Bridie, a pupil at Pennywell Comprehensive, Sunderland, suffered a shattered elbow and four broken bones in her foot after being hit with such force she was thrown into a nearby garden, while Danica's legs were run over by the 4x4.

Danica, a Highfield Primary School pupil, had to have her right leg amputated below the knee in October after developing gangrene and is still undergoing treatment before she can be fitted with a prosthetic limb.

Bridie, who needed surgery to fit screws and wires into her elbow, is receiving psychological counselling following the collision.

Ewan Duff, prosecuting, said their lives had been utterly devastated by loss and injury and revealed Mrs Stead's husband John was being treated for depression.

Mr Duff said: "Danica's treatment is ongoing. She hasn't yet had an artificial limb fitted to her right leg and the prognosis for her left foot is not clear. At best she will have ongoing pain and the future sadly holds further operations. Their lives have been torn apart."

Mr Duff said Steel, who bought the Jeep earlier in the day for £700, had been driving "like a maniac" before the crash, and had fled the scene after hitting Danica, Bridie and Mrs Stead. The court heard he went to a friend's house, shaved his head to disguise his appearance, and had also visited an ex-girlfriend before he was arrested by police the following day.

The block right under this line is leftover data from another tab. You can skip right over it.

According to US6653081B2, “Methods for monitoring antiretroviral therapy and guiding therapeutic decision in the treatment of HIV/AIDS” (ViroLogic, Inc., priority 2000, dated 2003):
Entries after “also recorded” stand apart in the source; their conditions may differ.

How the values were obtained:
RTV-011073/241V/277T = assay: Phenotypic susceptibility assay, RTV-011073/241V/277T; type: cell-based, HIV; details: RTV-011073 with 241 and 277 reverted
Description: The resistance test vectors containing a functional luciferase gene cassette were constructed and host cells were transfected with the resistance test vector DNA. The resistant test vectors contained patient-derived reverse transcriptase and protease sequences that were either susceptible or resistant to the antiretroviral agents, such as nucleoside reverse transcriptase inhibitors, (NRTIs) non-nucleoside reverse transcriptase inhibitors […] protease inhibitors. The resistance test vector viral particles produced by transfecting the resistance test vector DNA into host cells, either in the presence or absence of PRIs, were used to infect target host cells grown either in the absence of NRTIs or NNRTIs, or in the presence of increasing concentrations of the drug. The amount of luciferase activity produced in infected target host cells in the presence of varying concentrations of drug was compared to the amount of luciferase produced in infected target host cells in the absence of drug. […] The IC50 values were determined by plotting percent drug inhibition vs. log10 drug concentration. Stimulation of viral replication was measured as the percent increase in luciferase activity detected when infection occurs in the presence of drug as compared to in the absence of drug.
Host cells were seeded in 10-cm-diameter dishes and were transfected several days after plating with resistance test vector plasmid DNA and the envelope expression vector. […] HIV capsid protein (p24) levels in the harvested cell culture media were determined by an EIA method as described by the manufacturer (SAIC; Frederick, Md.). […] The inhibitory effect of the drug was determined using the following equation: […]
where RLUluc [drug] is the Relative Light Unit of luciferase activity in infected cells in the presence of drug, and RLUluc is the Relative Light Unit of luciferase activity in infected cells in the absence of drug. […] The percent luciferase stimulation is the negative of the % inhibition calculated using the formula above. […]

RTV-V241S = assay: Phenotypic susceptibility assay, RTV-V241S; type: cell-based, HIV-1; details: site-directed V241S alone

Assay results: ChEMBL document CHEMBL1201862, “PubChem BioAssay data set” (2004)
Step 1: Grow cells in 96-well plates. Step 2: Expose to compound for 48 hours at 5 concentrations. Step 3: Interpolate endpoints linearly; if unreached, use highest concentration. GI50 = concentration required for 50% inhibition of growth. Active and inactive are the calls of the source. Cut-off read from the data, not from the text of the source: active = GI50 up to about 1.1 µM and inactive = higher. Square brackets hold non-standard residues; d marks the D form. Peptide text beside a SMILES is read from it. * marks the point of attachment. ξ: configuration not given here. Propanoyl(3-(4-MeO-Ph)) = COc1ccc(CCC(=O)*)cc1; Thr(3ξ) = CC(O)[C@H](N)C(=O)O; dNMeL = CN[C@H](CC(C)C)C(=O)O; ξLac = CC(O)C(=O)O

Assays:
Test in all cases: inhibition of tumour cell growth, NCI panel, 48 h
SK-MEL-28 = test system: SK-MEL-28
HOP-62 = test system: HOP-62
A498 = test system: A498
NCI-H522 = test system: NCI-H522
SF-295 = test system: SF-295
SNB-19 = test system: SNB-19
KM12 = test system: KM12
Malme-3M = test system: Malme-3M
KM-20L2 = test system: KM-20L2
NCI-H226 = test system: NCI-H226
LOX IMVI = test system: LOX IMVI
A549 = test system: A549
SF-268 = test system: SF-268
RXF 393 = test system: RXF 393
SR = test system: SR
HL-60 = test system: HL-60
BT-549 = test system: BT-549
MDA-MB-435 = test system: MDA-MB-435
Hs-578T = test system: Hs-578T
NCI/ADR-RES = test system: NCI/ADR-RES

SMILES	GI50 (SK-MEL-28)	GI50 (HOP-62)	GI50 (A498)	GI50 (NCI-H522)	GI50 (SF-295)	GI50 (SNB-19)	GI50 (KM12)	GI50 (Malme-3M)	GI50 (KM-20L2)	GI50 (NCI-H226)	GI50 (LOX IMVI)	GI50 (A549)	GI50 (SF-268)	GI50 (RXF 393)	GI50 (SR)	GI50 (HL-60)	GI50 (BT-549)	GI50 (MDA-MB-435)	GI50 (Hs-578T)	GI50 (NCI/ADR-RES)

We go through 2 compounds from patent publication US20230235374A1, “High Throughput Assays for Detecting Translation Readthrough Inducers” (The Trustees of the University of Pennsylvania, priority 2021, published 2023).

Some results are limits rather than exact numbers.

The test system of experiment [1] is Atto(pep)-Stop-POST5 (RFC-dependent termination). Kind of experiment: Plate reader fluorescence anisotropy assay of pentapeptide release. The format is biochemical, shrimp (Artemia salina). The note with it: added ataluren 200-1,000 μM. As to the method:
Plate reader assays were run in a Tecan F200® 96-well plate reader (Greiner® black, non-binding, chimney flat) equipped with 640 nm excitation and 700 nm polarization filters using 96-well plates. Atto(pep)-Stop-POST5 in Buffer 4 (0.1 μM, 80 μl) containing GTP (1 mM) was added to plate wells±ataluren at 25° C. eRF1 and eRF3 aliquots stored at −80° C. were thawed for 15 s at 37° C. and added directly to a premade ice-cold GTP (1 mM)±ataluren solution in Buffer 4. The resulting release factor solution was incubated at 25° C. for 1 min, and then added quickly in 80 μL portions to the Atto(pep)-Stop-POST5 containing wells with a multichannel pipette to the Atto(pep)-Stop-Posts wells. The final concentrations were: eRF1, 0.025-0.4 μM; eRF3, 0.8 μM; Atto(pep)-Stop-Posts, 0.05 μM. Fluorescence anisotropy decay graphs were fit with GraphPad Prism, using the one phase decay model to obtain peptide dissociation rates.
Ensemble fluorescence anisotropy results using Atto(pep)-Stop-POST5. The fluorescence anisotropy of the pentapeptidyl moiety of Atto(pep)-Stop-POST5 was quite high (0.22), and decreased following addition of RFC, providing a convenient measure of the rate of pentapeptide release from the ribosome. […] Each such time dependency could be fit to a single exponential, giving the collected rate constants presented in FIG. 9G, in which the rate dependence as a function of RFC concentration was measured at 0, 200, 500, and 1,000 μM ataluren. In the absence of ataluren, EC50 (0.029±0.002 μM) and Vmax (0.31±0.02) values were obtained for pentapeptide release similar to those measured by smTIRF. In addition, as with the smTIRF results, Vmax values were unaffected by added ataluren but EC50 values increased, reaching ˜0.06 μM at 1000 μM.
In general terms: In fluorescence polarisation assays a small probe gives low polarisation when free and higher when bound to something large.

Steel, of St Luke's Road, Sunderland, initially claimed he was innocent, but eventually pleaded guilty to causing death by dangerous driving, driving while disqualified, driving without insurance and failing to stop after an accident.

He had four previous convictions for dangerous driving and 13 for driving while disqualified dating back 10 years, with his last jail sentence being 12 months imposed in January 2005.